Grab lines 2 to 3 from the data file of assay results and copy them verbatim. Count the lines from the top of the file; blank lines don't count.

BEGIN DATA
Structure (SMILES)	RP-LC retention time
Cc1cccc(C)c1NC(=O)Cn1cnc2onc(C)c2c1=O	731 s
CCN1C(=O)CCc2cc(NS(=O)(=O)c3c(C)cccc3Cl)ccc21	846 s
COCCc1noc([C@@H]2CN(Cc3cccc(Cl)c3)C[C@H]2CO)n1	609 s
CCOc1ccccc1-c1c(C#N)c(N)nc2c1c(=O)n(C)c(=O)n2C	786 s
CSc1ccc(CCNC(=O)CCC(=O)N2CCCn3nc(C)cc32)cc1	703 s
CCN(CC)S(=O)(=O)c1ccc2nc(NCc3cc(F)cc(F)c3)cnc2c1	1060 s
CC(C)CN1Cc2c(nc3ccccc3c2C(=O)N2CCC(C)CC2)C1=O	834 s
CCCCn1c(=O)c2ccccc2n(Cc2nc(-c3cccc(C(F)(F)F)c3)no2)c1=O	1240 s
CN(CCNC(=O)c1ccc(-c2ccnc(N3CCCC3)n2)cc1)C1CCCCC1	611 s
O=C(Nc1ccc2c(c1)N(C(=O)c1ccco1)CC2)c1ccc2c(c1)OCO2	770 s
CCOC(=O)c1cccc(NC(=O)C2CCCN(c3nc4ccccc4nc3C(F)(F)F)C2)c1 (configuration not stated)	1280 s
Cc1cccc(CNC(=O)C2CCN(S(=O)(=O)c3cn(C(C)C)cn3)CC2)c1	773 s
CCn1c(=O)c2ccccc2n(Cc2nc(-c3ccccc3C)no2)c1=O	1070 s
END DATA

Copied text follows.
Cc1cccc(C)c1NC(=O)Cn1cnc2onc(C)c2c1=O	731 s
CCN1C(=O)CCc2cc(NS(=O)(=O)c3c(C)cccc3Cl)ccc21	846 s